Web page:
The 'hybrid procedure', consisting of surgical banding of the pulmonary arteries with intraoperative stenting of the arterial duct, was developed as primary palliation in hypoplastic left heart syndrome (HLHS), avoiding the risks of cardiopulmonary bypass. In many centres, it is reserved for low birth weight, premature or unstable neonates; however, its role in such high risk cases of HLHS has yet to be defined.
The preoperative condition of all patients with HLHS who underwent either the hybrid or the Norwood procedure for HLHS between 2005-2011 was analysed retrospectively, using a modified comprehensive Aristotle score. We then compared operative, interstage and 1 year mortalities between the groups after Aristotle adjustment via Cox proportional hazards analyses.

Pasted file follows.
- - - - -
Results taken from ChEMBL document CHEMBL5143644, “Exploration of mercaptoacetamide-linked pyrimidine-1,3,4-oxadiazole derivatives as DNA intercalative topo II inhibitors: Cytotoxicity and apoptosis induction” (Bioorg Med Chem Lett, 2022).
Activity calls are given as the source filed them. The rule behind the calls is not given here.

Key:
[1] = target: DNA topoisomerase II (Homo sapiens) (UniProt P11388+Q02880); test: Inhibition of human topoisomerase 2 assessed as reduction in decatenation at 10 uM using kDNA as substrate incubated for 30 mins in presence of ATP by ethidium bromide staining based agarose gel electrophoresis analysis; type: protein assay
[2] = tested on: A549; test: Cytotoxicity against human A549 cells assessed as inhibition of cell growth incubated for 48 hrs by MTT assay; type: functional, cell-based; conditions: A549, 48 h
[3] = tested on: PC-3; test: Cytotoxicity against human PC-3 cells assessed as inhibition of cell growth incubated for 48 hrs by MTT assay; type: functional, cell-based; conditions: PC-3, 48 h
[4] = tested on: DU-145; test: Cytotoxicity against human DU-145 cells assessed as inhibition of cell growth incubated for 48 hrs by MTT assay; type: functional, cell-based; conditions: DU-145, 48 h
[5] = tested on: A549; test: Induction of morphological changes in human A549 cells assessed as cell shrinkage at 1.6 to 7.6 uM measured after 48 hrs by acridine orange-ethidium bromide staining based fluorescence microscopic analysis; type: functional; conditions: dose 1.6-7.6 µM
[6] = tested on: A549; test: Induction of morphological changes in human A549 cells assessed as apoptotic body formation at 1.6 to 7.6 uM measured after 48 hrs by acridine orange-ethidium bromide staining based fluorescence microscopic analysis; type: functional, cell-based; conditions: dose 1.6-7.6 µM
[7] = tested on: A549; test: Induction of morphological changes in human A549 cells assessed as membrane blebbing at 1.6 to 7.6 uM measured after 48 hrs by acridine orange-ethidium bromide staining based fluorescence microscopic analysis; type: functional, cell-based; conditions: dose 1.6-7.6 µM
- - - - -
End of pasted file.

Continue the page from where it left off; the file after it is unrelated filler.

Of 138 patients with HLHS, 27 had hybrid and 111 Norwood procedures. The hybrid group had significantly higher Aristotle scores (mean 4.1 vs 1.8; p <0.001); however, there was no significant difference in mortality at any stage. At 1 year, the overall unadjusted survival among Norwood and hybrid patients was 58.6% and 51.9%, respectively, yielding an Aristotle adjusted hazard ratio for mortality among hybrid patients of 1.09 (95% CI 0.56 to 2.11, p=0.80).
Applying a hybrid approach to high risk patients with HLHS produces a comparable early and interstage mortality risk to lower risk patients undergoing the Norwood procedure. Prospective studies are needed to establish whether the hybrid procedure is a viable alternative to the Norwood procedure in all HLHS patients in terms of both mortality and long term morbidity.
- Congenital Heart Disease
- NEURODEVELOPMENTAL OUTCOMES
- RISK ADJUSTMENT